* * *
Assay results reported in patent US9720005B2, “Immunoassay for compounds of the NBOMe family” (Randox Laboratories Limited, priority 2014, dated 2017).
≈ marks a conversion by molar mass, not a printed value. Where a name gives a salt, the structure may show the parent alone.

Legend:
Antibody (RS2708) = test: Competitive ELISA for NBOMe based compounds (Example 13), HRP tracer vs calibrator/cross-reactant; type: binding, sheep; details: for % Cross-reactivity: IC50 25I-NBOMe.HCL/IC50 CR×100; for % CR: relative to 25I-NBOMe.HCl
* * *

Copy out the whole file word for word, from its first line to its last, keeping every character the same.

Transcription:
Assay results reported in patent US9720005B2, “Immunoassay for compounds of the NBOMe family” (Randox Laboratories Limited, priority 2014, dated 2017).
≈ marks a conversion by molar mass, not a printed value. Where a name gives a salt, the structure may show the parent alone.

Legend:
Antibody (RS2708) = test: Competitive ELISA for NBOMe based compounds (Example 13), HRP tracer vs calibrator/cross-reactant; type: binding, sheep; details: for % Cross-reactivity: IC50 25I-NBOMe.HCL/IC50 CR×100; for % CR: relative to 25I-NBOMe.HCl